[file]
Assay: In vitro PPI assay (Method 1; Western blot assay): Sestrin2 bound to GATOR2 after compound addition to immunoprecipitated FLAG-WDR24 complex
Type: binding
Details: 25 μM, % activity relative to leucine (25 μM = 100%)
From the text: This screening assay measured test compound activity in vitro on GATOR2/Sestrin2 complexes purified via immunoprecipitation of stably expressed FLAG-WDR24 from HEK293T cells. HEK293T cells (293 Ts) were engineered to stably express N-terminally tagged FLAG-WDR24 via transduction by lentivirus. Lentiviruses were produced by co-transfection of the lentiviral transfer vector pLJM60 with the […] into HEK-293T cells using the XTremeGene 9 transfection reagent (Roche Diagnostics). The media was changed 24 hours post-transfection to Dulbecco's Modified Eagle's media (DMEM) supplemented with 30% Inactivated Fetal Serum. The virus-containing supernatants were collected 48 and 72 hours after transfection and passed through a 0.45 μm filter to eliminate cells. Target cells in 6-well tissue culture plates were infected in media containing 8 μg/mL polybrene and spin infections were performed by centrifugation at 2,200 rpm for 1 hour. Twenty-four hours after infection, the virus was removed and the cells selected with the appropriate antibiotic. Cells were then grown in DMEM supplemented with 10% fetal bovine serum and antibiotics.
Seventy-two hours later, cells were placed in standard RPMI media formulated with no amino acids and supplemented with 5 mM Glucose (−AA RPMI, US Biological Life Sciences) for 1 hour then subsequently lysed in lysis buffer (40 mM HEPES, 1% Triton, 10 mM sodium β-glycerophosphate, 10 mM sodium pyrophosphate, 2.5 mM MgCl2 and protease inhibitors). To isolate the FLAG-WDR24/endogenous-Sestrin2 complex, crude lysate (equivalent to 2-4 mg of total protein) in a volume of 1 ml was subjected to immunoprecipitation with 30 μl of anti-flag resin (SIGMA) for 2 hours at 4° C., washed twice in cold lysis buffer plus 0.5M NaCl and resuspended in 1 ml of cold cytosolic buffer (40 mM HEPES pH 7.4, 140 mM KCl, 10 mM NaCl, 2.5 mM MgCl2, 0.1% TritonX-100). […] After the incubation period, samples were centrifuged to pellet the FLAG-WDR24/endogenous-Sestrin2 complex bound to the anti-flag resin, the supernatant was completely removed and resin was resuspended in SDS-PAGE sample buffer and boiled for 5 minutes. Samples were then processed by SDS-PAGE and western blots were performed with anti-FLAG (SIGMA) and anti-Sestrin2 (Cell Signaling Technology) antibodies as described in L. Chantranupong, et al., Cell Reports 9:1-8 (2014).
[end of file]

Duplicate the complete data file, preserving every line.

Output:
Assay: In vitro PPI assay (Method 1; Western blot assay): Sestrin2 bound to GATOR2 after compound addition to immunoprecipitated FLAG-WDR24 complex
Type: binding
Details: 25 μM, % activity relative to leucine (25 μM = 100%)
From the text: This screening assay measured test compound activity in vitro on GATOR2/Sestrin2 complexes purified via immunoprecipitation of stably expressed FLAG-WDR24 from HEK293T cells. HEK293T cells (293 Ts) were engineered to stably express N-terminally tagged FLAG-WDR24 via transduction by lentivirus. Lentiviruses were produced by co-transfection of the lentiviral transfer vector pLJM60 with the […] into HEK-293T cells using the XTremeGene 9 transfection reagent (Roche Diagnostics). The media was changed 24 hours post-transfection to Dulbecco's Modified Eagle's media (DMEM) supplemented with 30% Inactivated Fetal Serum. The virus-containing supernatants were collected 48 and 72 hours after transfection and passed through a 0.45 μm filter to eliminate cells. Target cells in 6-well tissue culture plates were infected in media containing 8 μg/mL polybrene and spin infections were performed by centrifugation at 2,200 rpm for 1 hour. Twenty-four hours after infection, the virus was removed and the cells selected with the appropriate antibiotic. Cells were then grown in DMEM supplemented with 10% fetal bovine serum and antibiotics.
Seventy-two hours later, cells were placed in standard RPMI media formulated with no amino acids and supplemented with 5 mM Glucose (−AA RPMI, US Biological Life Sciences) for 1 hour then subsequently lysed in lysis buffer (40 mM HEPES, 1% Triton, 10 mM sodium β-glycerophosphate, 10 mM sodium pyrophosphate, 2.5 mM MgCl2 and protease inhibitors). To isolate the FLAG-WDR24/endogenous-Sestrin2 complex, crude lysate (equivalent to 2-4 mg of total protein) in a volume of 1 ml was subjected to immunoprecipitation with 30 μl of anti-flag resin (SIGMA) for 2 hours at 4° C., washed twice in cold lysis buffer plus 0.5M NaCl and resuspended in 1 ml of cold cytosolic buffer (40 mM HEPES pH 7.4, 140 mM KCl, 10 mM NaCl, 2.5 mM MgCl2, 0.1% TritonX-100). […] After the incubation period, samples were centrifuged to pellet the FLAG-WDR24/endogenous-Sestrin2 complex bound to the anti-flag resin, the supernatant was completely removed and resin was resuspended in SDS-PAGE sample buffer and boiled for 5 minutes. Samples were then processed by SDS-PAGE and western blots were performed with anti-FLAG (SIGMA) and anti-Sestrin2 (Cell Signaling Technology) antibodies as described in L. Chantranupong, et al., Cell Reports 9:1-8 (2014).